But there’s something tone-deaf in it. MLK is not ours to quote. White people don’t get to throw his words back on the black community, especially not in such a selective way. For one, we are responsible for creating the culture that killed him, the culture he was pushing back against, fighting against. But also: he was not speaking to us. Violence cannot be the answer, end stop, but white people using MLK’s words to chastise when the tension boils over and violence turns back in the other direction? It’s tone deaf. Or something. I don’t know.


5 Stars
Directed by: Ava DuVernay
Written by: Paul Webb
Starring: David Oyelowo, Carmed Ejojo, Tim Roth,

Review by Naomi

When Selma was released, I had many discussions with my friends about it. Did we need another civil rights movie? Did we need to keep being reminded of the past? Do we need to see more brutality against people of color? All good questions. I for one love historical films. I think they are important. Especially projects like 12 Years A Slave, A Normal a Heart,  Lincoln, Brokeback Mountain and , because I believe that we should never forget. Never. Not for a second.

Going to see Selma, I went to see a civil rights movie. I went to see a film directed by the first woman of color to be nominated in the director category of the golden globes. I went in for politics.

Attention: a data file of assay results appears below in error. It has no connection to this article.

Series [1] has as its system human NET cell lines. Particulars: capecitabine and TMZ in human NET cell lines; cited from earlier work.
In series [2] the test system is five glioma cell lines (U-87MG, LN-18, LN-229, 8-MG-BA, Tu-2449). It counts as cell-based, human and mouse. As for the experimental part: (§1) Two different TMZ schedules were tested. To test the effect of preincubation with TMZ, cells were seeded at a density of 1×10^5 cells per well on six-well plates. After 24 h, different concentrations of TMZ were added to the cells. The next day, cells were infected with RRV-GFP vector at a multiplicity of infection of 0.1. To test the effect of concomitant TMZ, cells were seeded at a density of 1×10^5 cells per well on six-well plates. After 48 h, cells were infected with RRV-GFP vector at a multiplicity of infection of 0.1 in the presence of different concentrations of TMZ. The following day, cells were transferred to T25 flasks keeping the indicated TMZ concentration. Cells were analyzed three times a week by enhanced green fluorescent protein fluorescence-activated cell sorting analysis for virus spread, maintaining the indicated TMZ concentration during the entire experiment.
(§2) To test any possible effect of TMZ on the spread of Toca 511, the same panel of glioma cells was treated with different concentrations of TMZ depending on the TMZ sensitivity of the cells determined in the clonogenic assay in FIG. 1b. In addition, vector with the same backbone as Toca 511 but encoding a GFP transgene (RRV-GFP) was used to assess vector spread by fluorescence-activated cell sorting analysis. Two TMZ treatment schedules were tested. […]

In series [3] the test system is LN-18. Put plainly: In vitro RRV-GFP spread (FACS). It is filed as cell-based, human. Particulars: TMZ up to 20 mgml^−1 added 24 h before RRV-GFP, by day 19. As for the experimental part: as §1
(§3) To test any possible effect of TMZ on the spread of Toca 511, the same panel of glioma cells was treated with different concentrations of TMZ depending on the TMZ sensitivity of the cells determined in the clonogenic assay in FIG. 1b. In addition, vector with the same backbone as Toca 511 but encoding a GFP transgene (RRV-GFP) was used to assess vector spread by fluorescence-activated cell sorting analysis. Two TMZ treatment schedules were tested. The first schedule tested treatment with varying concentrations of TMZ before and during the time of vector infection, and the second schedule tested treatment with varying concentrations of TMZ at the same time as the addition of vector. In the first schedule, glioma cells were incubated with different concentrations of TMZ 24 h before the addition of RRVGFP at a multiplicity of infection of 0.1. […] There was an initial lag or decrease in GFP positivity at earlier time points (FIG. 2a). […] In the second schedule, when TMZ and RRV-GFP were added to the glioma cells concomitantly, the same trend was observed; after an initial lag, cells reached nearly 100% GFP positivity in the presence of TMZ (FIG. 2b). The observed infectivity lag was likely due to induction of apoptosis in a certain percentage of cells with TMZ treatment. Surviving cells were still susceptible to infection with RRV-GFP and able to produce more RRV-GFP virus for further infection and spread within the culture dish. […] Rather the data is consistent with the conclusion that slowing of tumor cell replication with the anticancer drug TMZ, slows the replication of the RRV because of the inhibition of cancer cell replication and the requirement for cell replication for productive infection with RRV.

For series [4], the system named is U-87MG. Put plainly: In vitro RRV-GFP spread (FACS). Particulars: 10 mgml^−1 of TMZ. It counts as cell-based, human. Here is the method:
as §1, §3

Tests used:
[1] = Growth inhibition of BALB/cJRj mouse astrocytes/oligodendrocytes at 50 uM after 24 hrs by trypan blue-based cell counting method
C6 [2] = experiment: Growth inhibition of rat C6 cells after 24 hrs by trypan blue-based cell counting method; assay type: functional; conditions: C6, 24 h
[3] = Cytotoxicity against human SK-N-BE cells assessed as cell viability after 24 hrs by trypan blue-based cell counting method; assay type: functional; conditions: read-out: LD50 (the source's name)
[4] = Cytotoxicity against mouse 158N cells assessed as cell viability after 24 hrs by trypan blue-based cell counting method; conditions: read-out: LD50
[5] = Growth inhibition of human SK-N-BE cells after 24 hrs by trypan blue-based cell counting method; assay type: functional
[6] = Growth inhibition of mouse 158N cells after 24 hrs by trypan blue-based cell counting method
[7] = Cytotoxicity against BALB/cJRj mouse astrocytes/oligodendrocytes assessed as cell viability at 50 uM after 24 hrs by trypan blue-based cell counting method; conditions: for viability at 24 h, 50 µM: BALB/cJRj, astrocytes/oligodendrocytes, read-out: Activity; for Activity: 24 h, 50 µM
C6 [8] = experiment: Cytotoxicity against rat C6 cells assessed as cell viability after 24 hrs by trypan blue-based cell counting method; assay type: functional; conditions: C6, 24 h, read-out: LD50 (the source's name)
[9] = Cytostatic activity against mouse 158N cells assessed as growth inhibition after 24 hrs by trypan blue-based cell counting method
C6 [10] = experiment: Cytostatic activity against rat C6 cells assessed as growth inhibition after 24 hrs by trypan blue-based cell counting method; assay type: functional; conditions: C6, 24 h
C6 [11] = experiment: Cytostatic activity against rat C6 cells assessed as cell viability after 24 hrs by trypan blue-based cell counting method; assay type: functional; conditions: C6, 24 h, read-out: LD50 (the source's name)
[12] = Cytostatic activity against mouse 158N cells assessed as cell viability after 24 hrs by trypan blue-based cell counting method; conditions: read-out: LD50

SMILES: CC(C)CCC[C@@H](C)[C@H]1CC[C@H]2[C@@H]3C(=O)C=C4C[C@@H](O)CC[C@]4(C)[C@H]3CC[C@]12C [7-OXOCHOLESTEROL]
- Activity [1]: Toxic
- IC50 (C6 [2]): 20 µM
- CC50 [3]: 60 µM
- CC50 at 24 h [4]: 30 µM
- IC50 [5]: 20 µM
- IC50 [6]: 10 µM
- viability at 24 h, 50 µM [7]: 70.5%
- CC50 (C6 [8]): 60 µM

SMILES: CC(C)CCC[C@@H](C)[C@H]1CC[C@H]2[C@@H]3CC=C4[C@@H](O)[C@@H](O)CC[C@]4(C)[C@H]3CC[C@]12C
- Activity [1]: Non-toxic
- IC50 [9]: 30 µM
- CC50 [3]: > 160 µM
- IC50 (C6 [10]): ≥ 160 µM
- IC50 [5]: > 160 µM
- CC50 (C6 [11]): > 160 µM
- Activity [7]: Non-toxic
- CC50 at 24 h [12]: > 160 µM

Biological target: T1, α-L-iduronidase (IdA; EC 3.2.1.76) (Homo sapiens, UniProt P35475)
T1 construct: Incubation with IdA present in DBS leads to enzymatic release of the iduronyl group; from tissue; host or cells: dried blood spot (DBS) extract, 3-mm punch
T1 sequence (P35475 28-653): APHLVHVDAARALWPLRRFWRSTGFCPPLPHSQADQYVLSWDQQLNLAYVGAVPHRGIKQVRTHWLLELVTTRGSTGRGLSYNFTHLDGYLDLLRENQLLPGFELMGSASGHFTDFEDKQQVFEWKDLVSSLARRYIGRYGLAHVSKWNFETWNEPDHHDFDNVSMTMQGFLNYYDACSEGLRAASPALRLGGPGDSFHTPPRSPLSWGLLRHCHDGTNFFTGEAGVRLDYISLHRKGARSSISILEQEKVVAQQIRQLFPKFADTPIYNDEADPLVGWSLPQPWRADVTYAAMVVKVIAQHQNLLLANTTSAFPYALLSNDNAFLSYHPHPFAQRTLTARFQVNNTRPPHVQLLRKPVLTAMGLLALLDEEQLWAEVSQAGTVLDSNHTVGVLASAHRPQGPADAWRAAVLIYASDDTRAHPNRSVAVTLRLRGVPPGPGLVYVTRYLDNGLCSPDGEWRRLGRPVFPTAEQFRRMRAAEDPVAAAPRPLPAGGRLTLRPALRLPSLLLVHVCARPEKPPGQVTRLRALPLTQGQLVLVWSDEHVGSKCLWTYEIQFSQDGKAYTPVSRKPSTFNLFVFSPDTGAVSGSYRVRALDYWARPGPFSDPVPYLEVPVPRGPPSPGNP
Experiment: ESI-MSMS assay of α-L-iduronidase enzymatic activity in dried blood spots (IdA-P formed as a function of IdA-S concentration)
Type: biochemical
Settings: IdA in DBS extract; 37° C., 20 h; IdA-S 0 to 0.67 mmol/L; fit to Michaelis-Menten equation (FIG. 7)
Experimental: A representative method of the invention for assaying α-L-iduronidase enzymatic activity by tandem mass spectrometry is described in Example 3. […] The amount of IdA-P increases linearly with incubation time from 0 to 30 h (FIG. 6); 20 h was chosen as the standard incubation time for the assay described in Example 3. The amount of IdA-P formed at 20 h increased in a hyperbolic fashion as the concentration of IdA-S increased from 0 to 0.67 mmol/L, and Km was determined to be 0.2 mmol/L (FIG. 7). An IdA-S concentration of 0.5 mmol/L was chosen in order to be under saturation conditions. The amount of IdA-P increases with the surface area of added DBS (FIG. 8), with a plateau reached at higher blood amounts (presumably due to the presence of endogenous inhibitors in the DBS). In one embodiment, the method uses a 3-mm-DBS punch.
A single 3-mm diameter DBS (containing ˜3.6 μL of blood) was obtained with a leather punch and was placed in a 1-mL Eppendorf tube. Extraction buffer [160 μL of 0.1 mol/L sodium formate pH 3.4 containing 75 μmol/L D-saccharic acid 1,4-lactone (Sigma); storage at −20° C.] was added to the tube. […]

The moment the film begins it becomes so much more than that. This movie is a masterpiece. A film as brilliant as its story. I immediately researched all of Ava D’s movies, because this woman with three films under her belt is a master filmmaker.

She knows exactly where to place her camera. How much to show and how much to withhold. She knows exactly when to leave a scene and when to keep us in a physical space until the tension has grown so high you lose your breath. The fear so strong it’s as if you are standing behind these characters, as if a police man’s club is about to come directly at your head.

From a filmmaker and cinephile perspective this is one of the best directed films of 2014. Just artistic and action packed and emotional. It pulls your emotions out of you as if you are a puppet on a string. It’s that powerful. You can not fight against it. You simply feel. And yet the film is enjoyable. Through the tears and the anger there is joy. There is the presence of the strength of the human spirit.

This film tells the story of the struggle for the right to vote. Black Americans technically had the legal right to vote, but not the physical and personal right to vote. Especially in George Wallace’ Alabama.

The name George Wallace has always given me the angry churning in the pit of my stomach that Hitler, Castro, Stalin and Kony give me. A devil who is responsible for the death and persecution of innocent people.